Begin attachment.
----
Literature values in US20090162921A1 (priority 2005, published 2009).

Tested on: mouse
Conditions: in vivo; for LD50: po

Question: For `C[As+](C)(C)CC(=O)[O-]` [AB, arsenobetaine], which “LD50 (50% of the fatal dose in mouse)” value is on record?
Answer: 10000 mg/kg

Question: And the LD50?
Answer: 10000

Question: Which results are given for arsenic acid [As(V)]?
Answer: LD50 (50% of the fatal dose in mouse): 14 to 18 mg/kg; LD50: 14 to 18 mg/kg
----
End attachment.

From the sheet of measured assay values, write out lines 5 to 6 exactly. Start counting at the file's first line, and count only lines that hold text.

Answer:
Answer: 10000 mg/kg

Question: And the LD50?